All veterans deserve to live their best lives after they’ve given so much of themselves in service for our country. And just as President Bush proved, veterans still have so much to give after their military service is over.
One of the most remarkable things about George H.W. Bush’s experiences is not his dedication to public service, nor the historical mark he left on America as our 41st president. It’s the fact that his life story has so much in common with the veterans and service members of today: what led him to a life of service, the challenges he faced both after serving in the war and as he aged, and the solutions that he found - that can also work for the larger veteran community.
Born in Milton, Massachusetts, on June 12, 1942, the importance of family bonds and civil service that are so apparent in his own adult life were already evident in his early family years. He would go on to become the youngest Navy pilot in World War II, earn dozens of awards and accolades, marry the beloved Barbara Pierce, and father six children (George, Robin, Jeb, Neil, Marvin, and Dorothy) before pursuing his political career.
Bush enlisted in the U.S. Navy on his 18th birthday, where he trained as a combat pilot and subsequently flew in 58 missions. During one of these missions in September 1944, he narrowly avoided death when his plane was shot. Bush continued to fly the plane as the wings blazed with flames until his objective to bomb a radio station was complete. Once he succeeded, he had to jump out of the burning plane into the waters of the Pacific Ocean. He was later rescued by a submarine outside the island of Chichi Jima, which lies halfway between Guam and Tokyo.
President Bush’s good nature was well known. He called himself a “sock man” and had quite a penchant for colorful, themed socks. He had special pairs of socks for all sorts of occasions, such as World Down Syndrome Day and Election Day. He had Superman socks forhis 89th birthday, he even wore socks with his face on them! On his 80th birthday, he celebrated by strapping on a parachute to go skydiving. When one of his Secret Service agents had a 2-year-old son undergoing chemotherapy for leukemia (the same disease his daughter Robin died of when she was 3), President Bush shaved his head in solidarity with the boy because “It was the right thing to do.”
As the former president aged, his health began to decline. He was diagnosed with Graves Disease and vascular parkinsonism, a form of Parkinson’s Disease that kept him confined to a wheelchair or motorized scooter. Despite several hospitalizations, he always sprang back to his usual self and managed to keep his humor throughout it all. In fact, when his son George W. Bush delivered the eulogy at his father’s memorial in November 2018, he noted, “He loved to laugh, especially at himself.”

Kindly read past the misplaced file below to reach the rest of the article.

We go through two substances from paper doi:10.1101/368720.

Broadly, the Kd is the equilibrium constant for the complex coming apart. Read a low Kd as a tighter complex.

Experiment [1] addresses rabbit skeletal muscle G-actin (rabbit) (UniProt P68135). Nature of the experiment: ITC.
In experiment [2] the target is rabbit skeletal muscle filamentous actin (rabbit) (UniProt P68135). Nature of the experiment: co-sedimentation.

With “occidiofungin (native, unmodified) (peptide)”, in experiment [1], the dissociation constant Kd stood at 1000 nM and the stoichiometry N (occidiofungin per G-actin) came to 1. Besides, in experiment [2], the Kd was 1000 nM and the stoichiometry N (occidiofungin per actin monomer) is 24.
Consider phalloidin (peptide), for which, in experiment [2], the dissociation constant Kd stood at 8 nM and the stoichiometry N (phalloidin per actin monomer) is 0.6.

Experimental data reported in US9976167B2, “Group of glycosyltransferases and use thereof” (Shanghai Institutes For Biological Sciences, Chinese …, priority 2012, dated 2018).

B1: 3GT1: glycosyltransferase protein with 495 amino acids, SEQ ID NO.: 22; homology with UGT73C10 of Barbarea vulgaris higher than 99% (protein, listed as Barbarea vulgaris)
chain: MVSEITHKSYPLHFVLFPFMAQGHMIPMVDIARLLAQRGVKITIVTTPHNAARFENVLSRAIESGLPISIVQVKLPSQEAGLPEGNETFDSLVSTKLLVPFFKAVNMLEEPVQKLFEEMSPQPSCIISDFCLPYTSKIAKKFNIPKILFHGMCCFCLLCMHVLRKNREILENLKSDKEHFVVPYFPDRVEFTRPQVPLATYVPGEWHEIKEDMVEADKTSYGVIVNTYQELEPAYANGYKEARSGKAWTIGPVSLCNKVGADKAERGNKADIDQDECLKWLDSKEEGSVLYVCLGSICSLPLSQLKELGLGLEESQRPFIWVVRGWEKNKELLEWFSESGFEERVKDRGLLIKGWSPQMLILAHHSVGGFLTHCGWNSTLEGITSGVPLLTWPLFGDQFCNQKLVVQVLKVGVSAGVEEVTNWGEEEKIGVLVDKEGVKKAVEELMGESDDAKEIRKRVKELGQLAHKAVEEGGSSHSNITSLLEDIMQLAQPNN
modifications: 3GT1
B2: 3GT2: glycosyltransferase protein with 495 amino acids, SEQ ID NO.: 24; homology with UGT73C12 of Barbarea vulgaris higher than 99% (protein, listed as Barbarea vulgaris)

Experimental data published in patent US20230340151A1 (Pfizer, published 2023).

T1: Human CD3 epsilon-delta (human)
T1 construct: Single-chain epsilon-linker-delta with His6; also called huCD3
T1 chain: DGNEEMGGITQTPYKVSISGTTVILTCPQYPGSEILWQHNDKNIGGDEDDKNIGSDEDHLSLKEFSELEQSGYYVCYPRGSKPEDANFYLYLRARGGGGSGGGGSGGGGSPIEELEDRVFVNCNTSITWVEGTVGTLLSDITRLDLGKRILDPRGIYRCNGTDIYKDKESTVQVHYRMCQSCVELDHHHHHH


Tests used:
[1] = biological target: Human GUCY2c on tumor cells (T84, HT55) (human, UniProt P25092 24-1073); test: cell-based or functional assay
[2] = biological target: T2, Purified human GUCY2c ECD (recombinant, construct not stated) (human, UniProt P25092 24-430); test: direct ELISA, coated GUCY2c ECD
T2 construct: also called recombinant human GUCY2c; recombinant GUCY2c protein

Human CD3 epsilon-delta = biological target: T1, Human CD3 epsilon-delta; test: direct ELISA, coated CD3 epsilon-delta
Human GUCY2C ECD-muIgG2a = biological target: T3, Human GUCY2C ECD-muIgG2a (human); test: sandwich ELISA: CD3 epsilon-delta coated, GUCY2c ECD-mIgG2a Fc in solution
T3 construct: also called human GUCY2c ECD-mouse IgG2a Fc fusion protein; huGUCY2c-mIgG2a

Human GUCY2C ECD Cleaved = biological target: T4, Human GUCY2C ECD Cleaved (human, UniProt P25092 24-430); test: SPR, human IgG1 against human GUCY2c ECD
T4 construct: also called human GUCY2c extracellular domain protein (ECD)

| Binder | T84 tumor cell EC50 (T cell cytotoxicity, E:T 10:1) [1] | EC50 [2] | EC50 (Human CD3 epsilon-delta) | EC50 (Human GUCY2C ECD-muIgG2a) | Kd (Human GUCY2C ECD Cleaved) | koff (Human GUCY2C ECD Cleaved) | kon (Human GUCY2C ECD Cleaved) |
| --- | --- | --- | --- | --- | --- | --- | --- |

Shortly after his wife Barbara died in April 2018, President Bush introduced the world to his new service dog: Sully H.W. Bush. The dog’s first name comes from Chesley Sullenberger III, the pilot who heroically made a successful emergency landing of a commercial plane in the Hudson River in 2009. Sully, a yellow Labrador retriever trained by America’s VetDogs, can complete two pages of caregiving commands, including answering telephones, picking up dropped items as small as a dime, pulling a wheelchair, and calling for help when needed. Mr. Bush needed Sully’s assistance with routine daily tasks that he had difficulty doing on his own from his wheelchair.
Mr. Bush’s openness about Sully’s addition to the family has brought a new awareness (and dare we say love affair) with these amazing dogs and the service they provide for all veterans. He even introduced the two-year-old puppy in a tweet, saying, "A great joy to welcome home the newest member of our family, 'Sully,' a beautiful - and beautifully trained - lab from @AmericasVetDogs. Could not be more grateful, especially for their commitment to our veterans." Sully even has his own Instagram page (@sullyhwbush)!
President Bush served the U.S. in many ways - first in the war, then as a Congressman, an ambassador and CIA director, and then as President of the United States. However, in many ways, he’s no different from countless other veterans who share a passion for our country and for their families and friends. Many veterans who have served also need assistance - more so than President Bush did. Perhaps they need the help of a service dog like Sully. Perhaps they need food or simple necessities, or just a little support and appreciation.
All veterans deserve to live their best lives after they’ve given so much of themselves in service for our country. And just as President Bush proved, veterans still have so much to give after their military service is over. That’s why Soldiers’ Angels works hard to support veterans in countless ways. And who knows? When you support our work with veterans, you could be supporting the next president …
For more about the many different programs Soldiers’ Angels offers (either because you need help or you want to give help), check out our full list of veteran support services.